So, one of the construction guys is named Hector, and I believe he's the one who carried in the boards. I say this because when I got home one night Jordan pointed and announced, "Hector big wood!"

Every time we pass by the wall, he says, very matter-of-factly, "Hector big wood."

He likes to know you've heard him, so if you don't repeat it back or at least reply in the affirmative, then he keeps saying it. Overandoverandover until you make it clear that you heard him and you're in agreement.

These are how our conversations go.

Jordan, pointing: "Hector big wood."

"Yes, you're right. They're building a wall."

"Hector big wood."

"Yes. Hector big wood."

We say this like 50 times a day. I don't even know Hector's last name. But I'm pretty sure that he's always going to be Hector Bigwood to me.

Tuesday, May 17, 2011

Johnny rosin up your bow and play your fiddle hard


If you had walked up to me last weekend, and you’d pointed at my son and said, “Would you like me to take him off your hands?”

Assuming I’d been able to hear you over the indignant shrieks of the screaming little buttercup of my heart, light of my life, I’d have said, “YES! HERE! Oh, and here’s some cash! Buy yourself some ear plugs and liquor! Good luck! BYE!”

Because overnight, from Friday to Saturday, he’d transformed into a relatively sweet, charming little boy into a malevolent creature that shrieked, screamed, threw things, and generally made you want to run the other direction.

I don’t mean he spent every minute behaving that way. Just every minute that he wasn’t getting exactly what he wanted the instant he wanted it.

So, for example, when he wanted to read a book, but it was actually time to have breakfast, “Read book” transformed into “REEEEEEEEEEEEEEED BOOOOOOOOOOOOOOOOOOK!” Screamed at such a high pitch that I’m quite sure you could precision cut glass with it. It was this way with everything. Screaming. Crying. Kicking.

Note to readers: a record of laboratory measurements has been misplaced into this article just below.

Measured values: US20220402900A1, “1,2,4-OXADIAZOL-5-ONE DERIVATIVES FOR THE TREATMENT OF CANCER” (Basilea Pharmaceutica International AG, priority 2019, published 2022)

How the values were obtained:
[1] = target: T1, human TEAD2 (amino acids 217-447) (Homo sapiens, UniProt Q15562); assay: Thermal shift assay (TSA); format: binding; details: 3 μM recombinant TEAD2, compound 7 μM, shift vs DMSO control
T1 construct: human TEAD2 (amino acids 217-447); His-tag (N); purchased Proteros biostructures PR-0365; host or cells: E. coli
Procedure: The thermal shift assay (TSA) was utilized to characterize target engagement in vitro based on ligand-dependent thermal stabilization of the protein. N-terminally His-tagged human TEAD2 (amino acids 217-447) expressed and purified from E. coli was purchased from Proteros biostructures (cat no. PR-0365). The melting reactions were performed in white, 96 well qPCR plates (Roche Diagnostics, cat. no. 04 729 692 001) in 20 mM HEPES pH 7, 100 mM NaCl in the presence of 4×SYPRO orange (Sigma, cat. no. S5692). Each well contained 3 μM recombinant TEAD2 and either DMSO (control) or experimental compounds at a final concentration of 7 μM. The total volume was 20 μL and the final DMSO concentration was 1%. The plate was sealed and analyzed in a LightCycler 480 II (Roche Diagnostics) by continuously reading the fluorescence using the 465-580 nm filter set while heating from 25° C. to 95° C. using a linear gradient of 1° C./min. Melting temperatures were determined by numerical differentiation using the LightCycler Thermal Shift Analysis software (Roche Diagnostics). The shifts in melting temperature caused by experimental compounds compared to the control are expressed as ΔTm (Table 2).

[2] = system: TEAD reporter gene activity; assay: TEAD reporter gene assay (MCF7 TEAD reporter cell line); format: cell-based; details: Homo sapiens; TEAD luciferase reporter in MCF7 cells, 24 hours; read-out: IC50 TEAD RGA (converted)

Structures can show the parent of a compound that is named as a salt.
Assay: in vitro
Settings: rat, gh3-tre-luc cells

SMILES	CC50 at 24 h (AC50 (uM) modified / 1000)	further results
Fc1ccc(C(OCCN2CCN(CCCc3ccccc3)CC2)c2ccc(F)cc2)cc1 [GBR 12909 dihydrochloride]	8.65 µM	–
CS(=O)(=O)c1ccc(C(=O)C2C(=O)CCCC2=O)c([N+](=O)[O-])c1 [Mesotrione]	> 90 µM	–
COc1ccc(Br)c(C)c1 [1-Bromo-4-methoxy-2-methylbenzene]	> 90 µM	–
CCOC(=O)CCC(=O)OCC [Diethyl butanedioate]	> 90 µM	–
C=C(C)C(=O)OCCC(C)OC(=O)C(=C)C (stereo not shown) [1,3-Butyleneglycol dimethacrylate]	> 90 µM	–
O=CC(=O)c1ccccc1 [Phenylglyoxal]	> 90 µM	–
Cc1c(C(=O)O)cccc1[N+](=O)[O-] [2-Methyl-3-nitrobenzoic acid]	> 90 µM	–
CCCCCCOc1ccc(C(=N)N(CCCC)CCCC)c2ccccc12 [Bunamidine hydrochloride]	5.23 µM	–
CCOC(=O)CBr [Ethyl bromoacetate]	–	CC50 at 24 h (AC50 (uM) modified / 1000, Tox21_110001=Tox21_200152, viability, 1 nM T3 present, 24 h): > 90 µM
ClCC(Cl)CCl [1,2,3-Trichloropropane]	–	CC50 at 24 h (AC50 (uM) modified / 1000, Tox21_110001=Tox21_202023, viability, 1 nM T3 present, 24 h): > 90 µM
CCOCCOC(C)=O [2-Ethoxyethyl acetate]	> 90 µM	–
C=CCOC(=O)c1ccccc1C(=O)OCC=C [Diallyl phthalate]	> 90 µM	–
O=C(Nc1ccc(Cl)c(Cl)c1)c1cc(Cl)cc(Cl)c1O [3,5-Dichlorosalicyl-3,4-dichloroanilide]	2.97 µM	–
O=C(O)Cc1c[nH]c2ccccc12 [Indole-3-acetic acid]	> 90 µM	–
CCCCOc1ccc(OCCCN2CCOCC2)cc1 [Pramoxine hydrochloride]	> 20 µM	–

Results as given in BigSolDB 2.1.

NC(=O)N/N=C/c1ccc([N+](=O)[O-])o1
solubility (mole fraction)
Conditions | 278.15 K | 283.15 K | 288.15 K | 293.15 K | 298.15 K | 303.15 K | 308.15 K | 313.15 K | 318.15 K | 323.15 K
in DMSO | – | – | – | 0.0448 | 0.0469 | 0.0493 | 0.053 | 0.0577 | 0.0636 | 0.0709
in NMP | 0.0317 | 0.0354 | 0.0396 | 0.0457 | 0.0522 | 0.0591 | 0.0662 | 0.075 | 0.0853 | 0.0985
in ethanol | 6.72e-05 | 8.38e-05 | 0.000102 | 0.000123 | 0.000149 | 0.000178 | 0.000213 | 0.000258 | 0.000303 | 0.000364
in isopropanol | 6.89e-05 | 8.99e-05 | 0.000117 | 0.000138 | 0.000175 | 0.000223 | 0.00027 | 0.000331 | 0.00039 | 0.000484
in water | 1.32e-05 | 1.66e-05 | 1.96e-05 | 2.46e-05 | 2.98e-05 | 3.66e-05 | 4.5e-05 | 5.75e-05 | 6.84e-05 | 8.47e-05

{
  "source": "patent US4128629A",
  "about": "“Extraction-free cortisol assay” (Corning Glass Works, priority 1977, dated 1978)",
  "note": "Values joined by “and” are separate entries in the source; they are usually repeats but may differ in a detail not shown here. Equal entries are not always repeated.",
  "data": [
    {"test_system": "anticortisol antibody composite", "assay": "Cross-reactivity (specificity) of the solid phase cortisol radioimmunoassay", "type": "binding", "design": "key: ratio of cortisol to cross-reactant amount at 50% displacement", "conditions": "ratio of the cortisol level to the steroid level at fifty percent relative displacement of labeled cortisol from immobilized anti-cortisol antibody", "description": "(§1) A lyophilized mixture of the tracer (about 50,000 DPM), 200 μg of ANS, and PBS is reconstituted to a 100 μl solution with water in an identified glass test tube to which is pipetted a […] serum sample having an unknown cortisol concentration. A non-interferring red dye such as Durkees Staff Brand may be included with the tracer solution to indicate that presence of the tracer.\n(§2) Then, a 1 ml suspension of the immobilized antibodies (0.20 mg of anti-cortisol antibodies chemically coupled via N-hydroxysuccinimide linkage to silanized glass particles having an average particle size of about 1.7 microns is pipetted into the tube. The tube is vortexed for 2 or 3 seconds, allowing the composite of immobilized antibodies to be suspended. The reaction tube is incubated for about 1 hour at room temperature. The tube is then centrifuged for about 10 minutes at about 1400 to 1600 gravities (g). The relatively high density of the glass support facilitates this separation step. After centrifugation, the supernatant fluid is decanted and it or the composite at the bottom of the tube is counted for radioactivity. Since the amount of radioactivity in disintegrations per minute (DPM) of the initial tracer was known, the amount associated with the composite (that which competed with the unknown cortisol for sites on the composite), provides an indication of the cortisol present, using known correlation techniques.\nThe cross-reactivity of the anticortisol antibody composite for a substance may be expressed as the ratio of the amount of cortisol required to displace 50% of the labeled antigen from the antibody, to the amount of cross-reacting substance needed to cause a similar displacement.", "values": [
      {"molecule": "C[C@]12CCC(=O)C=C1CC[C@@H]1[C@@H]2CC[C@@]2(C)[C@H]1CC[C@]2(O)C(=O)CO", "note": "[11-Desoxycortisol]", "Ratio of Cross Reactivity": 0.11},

You might think I’d staged this picture, but no. This is my child drinking a blueberry smoothie. Or buebelly fooey, as he likes to call them.I’m pretty sure this is right before he poured the rest of it on his tray. My clue that he’d done so while I was turned to the sink was his exclamation of, “You dumped it!”

You Dumped It! is one of our favorite games. It’s up there with NO Brush Teeth!

Which is more like "NO! BRUSH! TEEEEEEEEEEEEEEEEEEEEEEEETH!" and then a fling of the toothbrush behind the radiator.

That one made me so angry this weekend that I sat him on the bathroom floor and hissed, "You! SIT!"

It scared him. He sad.

Now, there were very sweet moments that then instantly made you forget the horror film that was your morning. And then minutes later, this tender little morsel of delight would turn into a fire-breathing dewdrop of evil.

He'd be so dreadful, and there were five million a couple times where I just had to walk out of the room. At which point he’d start crying and running towards me with outstretched arms. “Mama! Mama!”

As if I his world would crumble without me in it. So of course I walked back in, and picked him up. Knowing that it was just a matter of time before Beelzebub would appear.

Or I would piss him off and he’d reach out and say, “Daddyyyy! Buh bye Mama.”

Summarily dismissed. Thank God.

It’s hard, you know, because with anyone else, you could just say, “You’re being an asshole. I’m going out.”

But when it’s your child, you can’t really go out without your asshole. Unless you take turns at asshole duty, which we did a bit of. But mostly we opted for family time. Strength in numbers and all.

Monday, May 16, 2011

Too pretty for suicide